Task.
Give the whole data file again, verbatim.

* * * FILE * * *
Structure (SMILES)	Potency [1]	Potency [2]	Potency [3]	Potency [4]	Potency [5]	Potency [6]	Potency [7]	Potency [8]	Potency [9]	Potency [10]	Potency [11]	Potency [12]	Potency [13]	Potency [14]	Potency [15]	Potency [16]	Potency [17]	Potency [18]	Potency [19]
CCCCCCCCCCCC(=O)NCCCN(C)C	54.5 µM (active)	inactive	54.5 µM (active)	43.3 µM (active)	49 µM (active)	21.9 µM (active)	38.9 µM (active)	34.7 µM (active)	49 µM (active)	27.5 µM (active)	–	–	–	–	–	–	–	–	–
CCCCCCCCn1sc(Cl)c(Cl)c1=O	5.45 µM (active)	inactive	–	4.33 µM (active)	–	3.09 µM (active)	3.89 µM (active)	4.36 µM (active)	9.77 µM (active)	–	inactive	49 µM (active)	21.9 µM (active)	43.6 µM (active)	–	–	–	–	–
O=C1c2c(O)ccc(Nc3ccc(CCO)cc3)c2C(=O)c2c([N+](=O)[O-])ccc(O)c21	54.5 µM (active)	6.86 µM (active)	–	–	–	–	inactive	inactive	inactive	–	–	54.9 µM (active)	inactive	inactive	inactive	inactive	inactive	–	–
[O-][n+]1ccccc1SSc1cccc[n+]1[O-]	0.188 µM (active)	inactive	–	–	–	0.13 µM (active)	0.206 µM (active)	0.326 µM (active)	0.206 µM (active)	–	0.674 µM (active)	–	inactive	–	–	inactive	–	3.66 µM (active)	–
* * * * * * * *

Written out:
Structure (SMILES)	Potency [1]	Potency [2]	Potency [3]	Potency [4]	Potency [5]	Potency [6]	Potency [7]	Potency [8]	Potency [9]	Potency [10]	Potency [11]	Potency [12]	Potency [13]	Potency [14]	Potency [15]	Potency [16]	Potency [17]	Potency [18]	Potency [19]
CCCCCCCCCCCC(=O)NCCCN(C)C	54.5 µM (active)	inactive	54.5 µM (active)	43.3 µM (active)	49 µM (active)	21.9 µM (active)	38.9 µM (active)	34.7 µM (active)	49 µM (active)	27.5 µM (active)	–	–	–	–	–	–	–	–	–
CCCCCCCCn1sc(Cl)c(Cl)c1=O	5.45 µM (active)	inactive	–	4.33 µM (active)	–	3.09 µM (active)	3.89 µM (active)	4.36 µM (active)	9.77 µM (active)	–	inactive	49 µM (active)	21.9 µM (active)	43.6 µM (active)	–	–	–	–	–
O=C1c2c(O)ccc(Nc3ccc(CCO)cc3)c2C(=O)c2c([N+](=O)[O-])ccc(O)c21	54.5 µM (active)	6.86 µM (active)	–	–	–	–	inactive	inactive	inactive	–	–	54.9 µM (active)	inactive	inactive	inactive	inactive	inactive	–	–
[O-][n+]1ccccc1SSc1cccc[n+]1[O-]	0.188 µM (active)	inactive	–	–	–	0.13 µM (active)	0.206 µM (active)	0.326 µM (active)	0.206 µM (active)	–	0.674 µM (active)	–	inactive	–	–	inactive	–	3.66 µM (active)	–